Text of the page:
Allergic to Dogs and Allergies in Dogs Resource

Allergies in Dogs Symptoms | Urticaria, Angioedema and Anaphylaxis

Although most allergy sufferers will only ever experience mild albeit irritating symptoms, a minority may have an allergy response whose characteristics are considered to be more severe medically and capable of causing greater distress for the patient. In particular, they fall into 2 groups:

Term Location Symptoms
(a.k.a. hives, welts, wheals)
On skin
(upper dermis)
Elevated pale red bumps/lesions/plaques/rash that may be accompanied by a burning, stinging or pain sensation in affected areas.
Angioedema Under skin
(dermis, subcutaneous tissue)
Swelling that can be accompanied by pain, itching, numbness or tingling sensation in affected areas. Typically affects the face and eyes, mouth, tongue and throat but it may include other areas as well e.g. feet/pads or abdomen.


Variability of symptoms means that an individual may not develop both conditions in an allergic response or that the severity of one form may be more significant. However, they are often present together in the most severe form of allergic reaction known as anaphylaxis.


Anaphylaxis, the general term used to describe an extreme and potentially life-threatening allergic response, is thought to be relatively rare in both dogs and people (affects less than 3% of human population – Kemp 2007).

It usually involves a number of body systems being severely impacted which can include cardiac function, central nervous system, gastrointestinal and urinary system, respiratory system and the skin. For example, urticaria (hives), itchiness or rashes may be accompanied by gastrointestinal e.g. cramps, or central nervous system symptoms e.g. confusion or headaches. However, it is changes in cardiac function e.g. sudden drop in blood pressure or arrhythmia, and serious respiratory symptoms associated with swelling of the airways (angioedema) that makes anaphylaxis a life-threatening condition.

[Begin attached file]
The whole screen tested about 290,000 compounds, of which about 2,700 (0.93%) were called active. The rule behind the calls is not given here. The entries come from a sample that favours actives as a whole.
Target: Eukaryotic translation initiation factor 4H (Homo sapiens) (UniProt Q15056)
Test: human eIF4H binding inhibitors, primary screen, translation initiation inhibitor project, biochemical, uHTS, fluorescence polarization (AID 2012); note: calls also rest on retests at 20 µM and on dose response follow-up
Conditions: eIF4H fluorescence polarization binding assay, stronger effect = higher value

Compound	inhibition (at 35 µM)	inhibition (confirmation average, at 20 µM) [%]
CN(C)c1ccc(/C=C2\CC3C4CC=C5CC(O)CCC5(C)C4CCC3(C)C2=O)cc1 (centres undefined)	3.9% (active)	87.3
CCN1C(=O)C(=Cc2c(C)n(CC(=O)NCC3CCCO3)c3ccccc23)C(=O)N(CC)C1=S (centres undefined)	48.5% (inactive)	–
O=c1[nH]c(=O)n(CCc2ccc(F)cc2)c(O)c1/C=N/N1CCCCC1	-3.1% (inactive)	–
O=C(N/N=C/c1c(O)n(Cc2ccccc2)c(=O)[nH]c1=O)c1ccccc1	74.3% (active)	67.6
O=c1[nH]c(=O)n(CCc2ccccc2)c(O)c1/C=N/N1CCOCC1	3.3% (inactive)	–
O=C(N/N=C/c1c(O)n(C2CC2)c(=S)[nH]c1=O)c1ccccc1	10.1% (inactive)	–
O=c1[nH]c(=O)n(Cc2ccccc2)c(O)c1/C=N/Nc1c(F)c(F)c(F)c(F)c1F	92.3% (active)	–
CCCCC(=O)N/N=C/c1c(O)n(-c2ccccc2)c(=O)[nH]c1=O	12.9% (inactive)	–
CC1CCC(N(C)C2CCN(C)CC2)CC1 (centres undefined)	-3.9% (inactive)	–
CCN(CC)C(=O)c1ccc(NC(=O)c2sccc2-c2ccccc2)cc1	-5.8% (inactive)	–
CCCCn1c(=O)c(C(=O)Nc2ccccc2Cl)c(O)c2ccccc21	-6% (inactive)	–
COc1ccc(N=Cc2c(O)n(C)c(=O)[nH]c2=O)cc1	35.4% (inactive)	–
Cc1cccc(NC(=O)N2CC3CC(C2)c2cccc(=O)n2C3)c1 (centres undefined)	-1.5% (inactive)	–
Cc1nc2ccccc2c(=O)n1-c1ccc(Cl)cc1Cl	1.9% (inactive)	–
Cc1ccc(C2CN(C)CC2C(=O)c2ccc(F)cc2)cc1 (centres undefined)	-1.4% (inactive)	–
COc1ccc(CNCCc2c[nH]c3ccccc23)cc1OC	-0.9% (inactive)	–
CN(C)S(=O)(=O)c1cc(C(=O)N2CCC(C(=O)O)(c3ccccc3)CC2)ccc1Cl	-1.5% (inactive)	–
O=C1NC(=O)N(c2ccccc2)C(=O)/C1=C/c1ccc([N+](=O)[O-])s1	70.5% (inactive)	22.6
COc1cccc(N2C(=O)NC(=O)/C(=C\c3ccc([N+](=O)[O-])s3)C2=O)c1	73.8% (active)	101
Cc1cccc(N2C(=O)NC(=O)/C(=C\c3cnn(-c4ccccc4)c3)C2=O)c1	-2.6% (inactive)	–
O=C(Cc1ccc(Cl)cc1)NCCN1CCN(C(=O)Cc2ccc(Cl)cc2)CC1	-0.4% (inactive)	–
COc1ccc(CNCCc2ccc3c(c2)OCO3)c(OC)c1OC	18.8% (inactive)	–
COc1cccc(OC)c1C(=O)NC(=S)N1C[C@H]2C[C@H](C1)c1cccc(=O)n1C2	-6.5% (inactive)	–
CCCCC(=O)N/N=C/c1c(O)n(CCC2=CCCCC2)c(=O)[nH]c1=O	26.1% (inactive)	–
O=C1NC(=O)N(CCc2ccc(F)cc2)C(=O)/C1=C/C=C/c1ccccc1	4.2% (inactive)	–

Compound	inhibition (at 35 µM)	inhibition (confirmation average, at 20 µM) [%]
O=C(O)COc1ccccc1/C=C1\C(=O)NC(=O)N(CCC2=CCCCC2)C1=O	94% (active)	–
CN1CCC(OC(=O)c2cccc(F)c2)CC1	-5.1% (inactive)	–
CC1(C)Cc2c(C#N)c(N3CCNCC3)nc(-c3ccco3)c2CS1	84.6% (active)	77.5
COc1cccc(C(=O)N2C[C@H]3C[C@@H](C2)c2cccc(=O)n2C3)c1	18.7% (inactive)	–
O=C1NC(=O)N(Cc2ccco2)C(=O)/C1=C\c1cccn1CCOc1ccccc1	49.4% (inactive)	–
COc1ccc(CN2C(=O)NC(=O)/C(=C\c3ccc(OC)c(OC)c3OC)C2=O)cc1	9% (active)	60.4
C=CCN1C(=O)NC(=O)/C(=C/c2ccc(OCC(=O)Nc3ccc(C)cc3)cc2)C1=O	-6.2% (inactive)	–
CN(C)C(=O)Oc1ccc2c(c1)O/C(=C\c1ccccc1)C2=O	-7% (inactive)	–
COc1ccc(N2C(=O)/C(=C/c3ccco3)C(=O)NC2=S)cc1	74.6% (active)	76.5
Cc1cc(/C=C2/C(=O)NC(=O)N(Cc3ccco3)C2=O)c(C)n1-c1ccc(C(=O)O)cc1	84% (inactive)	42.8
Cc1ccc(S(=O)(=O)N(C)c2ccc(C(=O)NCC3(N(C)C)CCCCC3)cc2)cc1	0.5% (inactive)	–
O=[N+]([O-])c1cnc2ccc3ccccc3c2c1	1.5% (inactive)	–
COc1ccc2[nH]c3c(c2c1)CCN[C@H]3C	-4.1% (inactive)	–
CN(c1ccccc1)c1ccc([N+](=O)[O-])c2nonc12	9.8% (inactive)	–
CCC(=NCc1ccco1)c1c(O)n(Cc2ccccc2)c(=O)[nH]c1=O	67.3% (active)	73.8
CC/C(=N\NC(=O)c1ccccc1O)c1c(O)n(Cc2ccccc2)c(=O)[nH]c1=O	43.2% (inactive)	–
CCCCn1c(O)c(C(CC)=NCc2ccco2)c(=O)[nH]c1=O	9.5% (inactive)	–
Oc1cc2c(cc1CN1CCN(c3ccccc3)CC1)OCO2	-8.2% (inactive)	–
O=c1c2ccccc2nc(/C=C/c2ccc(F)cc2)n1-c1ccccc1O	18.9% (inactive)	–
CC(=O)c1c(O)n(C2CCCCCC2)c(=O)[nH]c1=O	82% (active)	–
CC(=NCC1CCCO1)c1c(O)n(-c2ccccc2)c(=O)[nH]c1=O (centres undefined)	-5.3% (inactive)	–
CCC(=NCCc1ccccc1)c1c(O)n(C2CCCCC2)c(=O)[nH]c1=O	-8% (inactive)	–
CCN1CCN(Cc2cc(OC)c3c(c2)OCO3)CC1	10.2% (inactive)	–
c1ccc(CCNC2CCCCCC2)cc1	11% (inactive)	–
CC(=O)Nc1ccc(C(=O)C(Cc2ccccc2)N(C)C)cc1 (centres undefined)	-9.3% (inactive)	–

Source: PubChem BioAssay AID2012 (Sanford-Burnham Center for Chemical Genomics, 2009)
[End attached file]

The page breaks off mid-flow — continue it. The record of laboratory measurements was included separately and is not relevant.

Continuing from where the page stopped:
Symptoms typically develop within minutes e.g. insect stings or intravenous medications, to within a few hours of exposure to the allergen e.g. food ingredient. In the case of anaphylaxis, it is essential to seek immediate assistance from a veterinarian, even if the owner has administered an epinephrine autoinjector (e.g. EpiPen) to a dog that has previously been diagnosed ‘at risk’.

Epinephrine (Adrenaline) and Anaphylaxis

Epinephrine, also known as adrenaline, is a hormone and neurotransmitter molecule that counters the key symptoms of anaphylaxis by reducing angioedema and facilitating opening of the airways, whilst constricting the blood vessels which helps to elevate blood pressure. However, without expert medical appraisal and possible further treatment, self-administered epinephrine may only provide a temporary respite before further complications develop that can sometimes prove fatal.

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